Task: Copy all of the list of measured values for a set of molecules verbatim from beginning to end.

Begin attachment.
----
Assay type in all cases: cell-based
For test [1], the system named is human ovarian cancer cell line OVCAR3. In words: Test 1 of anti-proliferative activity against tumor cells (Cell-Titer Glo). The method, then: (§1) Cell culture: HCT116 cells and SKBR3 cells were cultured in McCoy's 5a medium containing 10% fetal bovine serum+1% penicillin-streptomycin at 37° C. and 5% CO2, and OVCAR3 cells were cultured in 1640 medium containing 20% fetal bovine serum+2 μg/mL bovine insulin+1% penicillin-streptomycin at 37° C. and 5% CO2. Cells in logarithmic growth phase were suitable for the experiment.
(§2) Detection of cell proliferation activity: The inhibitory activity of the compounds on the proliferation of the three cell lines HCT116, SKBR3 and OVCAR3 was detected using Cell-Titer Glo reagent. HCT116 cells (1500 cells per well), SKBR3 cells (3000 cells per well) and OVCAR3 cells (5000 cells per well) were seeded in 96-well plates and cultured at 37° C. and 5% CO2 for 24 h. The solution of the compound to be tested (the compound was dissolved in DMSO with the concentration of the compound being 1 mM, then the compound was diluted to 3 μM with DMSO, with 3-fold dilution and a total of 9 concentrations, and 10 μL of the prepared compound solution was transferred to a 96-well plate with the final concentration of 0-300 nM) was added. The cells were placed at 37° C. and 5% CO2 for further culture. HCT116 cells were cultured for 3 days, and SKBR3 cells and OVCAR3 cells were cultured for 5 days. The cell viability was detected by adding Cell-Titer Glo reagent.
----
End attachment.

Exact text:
Assay type in all cases: cell-based
For test [1], the system named is human ovarian cancer cell line OVCAR3. In words: Test 1 of anti-proliferative activity against tumor cells (Cell-Titer Glo). The method, then: (§1) Cell culture: HCT116 cells and SKBR3 cells were cultured in McCoy's 5a medium containing 10% fetal bovine serum+1% penicillin-streptomycin at 37° C. and 5% CO2, and OVCAR3 cells were cultured in 1640 medium containing 20% fetal bovine serum+2 μg/mL bovine insulin+1% penicillin-streptomycin at 37° C. and 5% CO2. Cells in logarithmic growth phase were suitable for the experiment.
(§2) Detection of cell proliferation activity: The inhibitory activity of the compounds on the proliferation of the three cell lines HCT116, SKBR3 and OVCAR3 was detected using Cell-Titer Glo reagent. HCT116 cells (1500 cells per well), SKBR3 cells (3000 cells per well) and OVCAR3 cells (5000 cells per well) were seeded in 96-well plates and cultured at 37° C. and 5% CO2 for 24 h. The solution of the compound to be tested (the compound was dissolved in DMSO with the concentration of the compound being 1 mM, then the compound was diluted to 3 μM with DMSO, with 3-fold dilution and a total of 9 concentrations, and 10 μL of the prepared compound solution was transferred to a 96-well plate with the final concentration of 0-300 nM) was added. The cells were placed at 37° C. and 5% CO2 for further culture. HCT116 cells were cultured for 3 days, and SKBR3 cells and OVCAR3 cells were cultured for 5 days. The cell viability was detected by adding Cell-Titer Glo reagent.